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Technovision


Jon O'Brien
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Technovision - what exactly is (or was) it? I've done some looking of course but so far haven't found a clear answer. Some on the internet say it was an Italian version of 2-perf, and others say it was an anamorphic process. The reason I ask is that I'm interested in the 1982 Australian production of 'We of the Never Never', which at the end credits says filmed in the Technovision process.

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Technovision was a company originally based in Rome, but with branches in London and Paris, that converted and rented cameras and lenses for 4 perf anamorphic cinematography. It was founded by the Polish-born producer and cinematographer Henryk Chroscicki and had it's most fruitfull collaboration with Vittorio Storaro on films like Apocolypse Now and The Last Emperor.

 

Panavision acquired the French arm a few years back:

https://www.creativeplanetnetwork.com/news-features/panavision-buys-technovision-414529

 

Converting cameras really just meant adding viewfinder de-squeeze optics and a Scope (Academy centred 1.20:1) ground glass.

 

Technovision anamorphic primes usually used Cooke or Zeiss taking lenses combined with Japanese anamorphic elements and a front focussing spherical group (like Lomo round fronts and JDC Xtal Express anamorphics), which didn't require the taking lens to be focussed. Their zooms were usually Cooke 20-100 or 25-250s with an anamorphic rear adapter.

 

The 2 perf spherical widescreen process was Techniscope, famously used in many spaghetti westerns, but completely seperate to Technovision.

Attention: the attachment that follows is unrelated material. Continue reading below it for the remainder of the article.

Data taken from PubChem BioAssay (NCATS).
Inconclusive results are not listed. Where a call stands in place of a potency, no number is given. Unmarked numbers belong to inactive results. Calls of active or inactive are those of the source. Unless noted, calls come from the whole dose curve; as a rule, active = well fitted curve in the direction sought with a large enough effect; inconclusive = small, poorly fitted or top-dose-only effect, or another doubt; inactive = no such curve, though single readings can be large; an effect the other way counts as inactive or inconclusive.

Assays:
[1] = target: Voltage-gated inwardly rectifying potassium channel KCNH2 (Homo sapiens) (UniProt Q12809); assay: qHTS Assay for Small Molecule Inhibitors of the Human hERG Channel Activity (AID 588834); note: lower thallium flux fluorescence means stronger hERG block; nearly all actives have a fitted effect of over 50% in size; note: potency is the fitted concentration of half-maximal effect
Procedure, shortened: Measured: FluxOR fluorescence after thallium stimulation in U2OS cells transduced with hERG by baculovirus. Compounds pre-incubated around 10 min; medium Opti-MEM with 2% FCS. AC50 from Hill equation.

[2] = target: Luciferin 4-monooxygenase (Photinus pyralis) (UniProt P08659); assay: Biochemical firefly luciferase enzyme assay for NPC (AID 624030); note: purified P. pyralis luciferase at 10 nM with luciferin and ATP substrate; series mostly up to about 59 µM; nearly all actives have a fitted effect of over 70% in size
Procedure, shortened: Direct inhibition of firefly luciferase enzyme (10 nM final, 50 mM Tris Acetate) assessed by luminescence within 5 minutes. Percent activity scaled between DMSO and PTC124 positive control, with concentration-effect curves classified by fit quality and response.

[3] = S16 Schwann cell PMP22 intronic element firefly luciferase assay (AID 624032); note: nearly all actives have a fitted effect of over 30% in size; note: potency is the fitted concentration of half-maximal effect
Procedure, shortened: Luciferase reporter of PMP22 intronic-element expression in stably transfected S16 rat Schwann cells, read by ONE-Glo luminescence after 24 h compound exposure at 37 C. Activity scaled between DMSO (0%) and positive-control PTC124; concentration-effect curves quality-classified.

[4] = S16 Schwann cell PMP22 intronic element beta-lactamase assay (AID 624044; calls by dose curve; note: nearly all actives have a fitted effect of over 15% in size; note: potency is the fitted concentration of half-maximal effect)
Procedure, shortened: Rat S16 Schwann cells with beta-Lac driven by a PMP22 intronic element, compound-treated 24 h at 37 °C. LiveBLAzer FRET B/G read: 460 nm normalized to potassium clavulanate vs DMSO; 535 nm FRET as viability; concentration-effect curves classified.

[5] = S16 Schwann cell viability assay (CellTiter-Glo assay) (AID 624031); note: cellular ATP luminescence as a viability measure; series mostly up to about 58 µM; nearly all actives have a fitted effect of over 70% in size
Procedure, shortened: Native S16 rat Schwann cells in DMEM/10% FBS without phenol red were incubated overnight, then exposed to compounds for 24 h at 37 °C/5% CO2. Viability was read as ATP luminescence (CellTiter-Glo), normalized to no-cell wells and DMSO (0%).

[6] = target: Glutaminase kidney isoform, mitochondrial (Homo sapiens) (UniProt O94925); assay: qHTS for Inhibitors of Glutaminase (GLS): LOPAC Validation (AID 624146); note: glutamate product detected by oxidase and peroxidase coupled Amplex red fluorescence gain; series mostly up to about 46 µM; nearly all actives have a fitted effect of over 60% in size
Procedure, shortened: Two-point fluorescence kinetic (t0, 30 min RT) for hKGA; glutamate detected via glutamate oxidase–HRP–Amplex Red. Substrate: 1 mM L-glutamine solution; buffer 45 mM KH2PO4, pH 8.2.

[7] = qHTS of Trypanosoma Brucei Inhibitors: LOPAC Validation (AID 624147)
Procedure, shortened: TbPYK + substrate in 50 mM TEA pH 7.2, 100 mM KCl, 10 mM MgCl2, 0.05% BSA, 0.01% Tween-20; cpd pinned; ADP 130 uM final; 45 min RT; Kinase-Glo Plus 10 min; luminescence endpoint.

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Most anamorphic lenses are built from spherical lenses -- since the front cylindrical elements have to cover the front spherical elements, it helps to start with smaller spherical optics, which is one reason why Primo anamorphics are so giant, they were made from Primo spherical lens elements. JDC and Technovision were initially built around Cooke Panchro spherical elements.

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This article goes into the history of Technovision on the back of some new lenses for the full frame format.

 

https://www.fdtimes.com/2018/12/18/technovision-classic-anamorphic/

 

Some interesting things in there, that raised a smile.

 

“The optics in the projection room, compared to what I knew from my time as a photographer, looked horrifying to me. It had pincushion distortion and color fringing several millimeters wide. It seemed useless! But those lenses were used to make great movies ..."

 

“Henryk was not just a cameraman. He was a manufacturer and a skilled producer, and very tied into the industry. He convinced Vittorio Storaro to shoot anamorphic, to make it look more amazing, not so clean, more emotional ..."

 

"Henryk had a very good eye."

 

I find it interesting how lenses (and formats) can have an emotional effect on a film that goes beyond technical specifications.

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The title shot of 'We of the Never Never' is a beautiful helicopter shot over a vast Australian plain, straight ahead and catching up and flying over a horseman on a galloping horse. A shot that really shines and lifts your spirit. The Australian cinematographer Gary Hansen strapped a hardwood plank on top of the skids underneath the chopper and lay there with the camera because "he wanted the shot." They say he was set to become one of world's great cinematographers but tragically was killed just months later after finishing the shoot - sad to say while doing more helicopter work while filming a commercial. He did an amazing and wonderful job on 'We of the Never Never'. Well done Gary!

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